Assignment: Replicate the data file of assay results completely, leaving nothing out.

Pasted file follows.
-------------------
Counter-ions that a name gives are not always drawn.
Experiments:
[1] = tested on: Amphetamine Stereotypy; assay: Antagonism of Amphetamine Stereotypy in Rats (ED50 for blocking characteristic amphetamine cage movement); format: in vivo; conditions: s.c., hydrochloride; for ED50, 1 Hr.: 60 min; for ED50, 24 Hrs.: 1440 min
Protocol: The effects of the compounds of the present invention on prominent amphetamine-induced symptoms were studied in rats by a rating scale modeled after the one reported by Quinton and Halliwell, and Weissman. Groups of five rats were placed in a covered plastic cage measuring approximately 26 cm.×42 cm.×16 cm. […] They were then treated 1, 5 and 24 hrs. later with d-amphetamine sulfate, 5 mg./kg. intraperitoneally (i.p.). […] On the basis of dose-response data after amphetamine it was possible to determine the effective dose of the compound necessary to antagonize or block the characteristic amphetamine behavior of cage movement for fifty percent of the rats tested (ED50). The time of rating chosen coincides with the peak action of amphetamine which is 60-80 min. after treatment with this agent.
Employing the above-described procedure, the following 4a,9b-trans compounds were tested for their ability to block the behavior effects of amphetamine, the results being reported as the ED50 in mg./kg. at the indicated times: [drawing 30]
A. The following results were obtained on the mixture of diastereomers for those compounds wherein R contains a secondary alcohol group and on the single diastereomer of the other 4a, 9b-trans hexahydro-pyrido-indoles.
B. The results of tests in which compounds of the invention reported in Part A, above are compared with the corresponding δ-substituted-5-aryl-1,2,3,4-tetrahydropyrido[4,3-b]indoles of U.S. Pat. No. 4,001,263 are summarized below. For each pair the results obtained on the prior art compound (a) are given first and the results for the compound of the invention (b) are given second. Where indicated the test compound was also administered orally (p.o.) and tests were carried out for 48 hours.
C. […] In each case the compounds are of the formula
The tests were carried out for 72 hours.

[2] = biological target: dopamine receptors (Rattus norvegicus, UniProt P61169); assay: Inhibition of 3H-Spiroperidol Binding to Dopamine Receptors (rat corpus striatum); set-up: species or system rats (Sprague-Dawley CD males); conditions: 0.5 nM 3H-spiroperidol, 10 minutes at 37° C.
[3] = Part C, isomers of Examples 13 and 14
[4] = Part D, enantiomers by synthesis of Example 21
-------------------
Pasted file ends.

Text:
Counter-ions that a name gives are not always drawn.
Experiments:
[1] = tested on: Amphetamine Stereotypy; assay: Antagonism of Amphetamine Stereotypy in Rats (ED50 for blocking characteristic amphetamine cage movement); format: in vivo; conditions: s.c., hydrochloride; for ED50, 1 Hr.: 60 min; for ED50, 24 Hrs.: 1440 min
Protocol: The effects of the compounds of the present invention on prominent amphetamine-induced symptoms were studied in rats by a rating scale modeled after the one reported by Quinton and Halliwell, and Weissman. Groups of five rats were placed in a covered plastic cage measuring approximately 26 cm.×42 cm.×16 cm. […] They were then treated 1, 5 and 24 hrs. later with d-amphetamine sulfate, 5 mg./kg. intraperitoneally (i.p.). […] On the basis of dose-response data after amphetamine it was possible to determine the effective dose of the compound necessary to antagonize or block the characteristic amphetamine behavior of cage movement for fifty percent of the rats tested (ED50). The time of rating chosen coincides with the peak action of amphetamine which is 60-80 min. after treatment with this agent.
Employing the above-described procedure, the following 4a,9b-trans compounds were tested for their ability to block the behavior effects of amphetamine, the results being reported as the ED50 in mg./kg. at the indicated times: [drawing 30]
A. The following results were obtained on the mixture of diastereomers for those compounds wherein R contains a secondary alcohol group and on the single diastereomer of the other 4a, 9b-trans hexahydro-pyrido-indoles.
B. The results of tests in which compounds of the invention reported in Part A, above are compared with the corresponding δ-substituted-5-aryl-1,2,3,4-tetrahydropyrido[4,3-b]indoles of U.S. Pat. No. 4,001,263 are summarized below. For each pair the results obtained on the prior art compound (a) are given first and the results for the compound of the invention (b) are given second. Where indicated the test compound was also administered orally (p.o.) and tests were carried out for 48 hours.
C. […] In each case the compounds are of the formula
The tests were carried out for 72 hours.

[2] = biological target: dopamine receptors (Rattus norvegicus, UniProt P61169); assay: Inhibition of 3H-Spiroperidol Binding to Dopamine Receptors (rat corpus striatum); set-up: species or system rats (Sprague-Dawley CD males); conditions: 0.5 nM 3H-spiroperidol, 10 minutes at 37° C.
[3] = Part C, isomers of Examples 13 and 14
[4] = Part D, enantiomers by synthesis of Example 21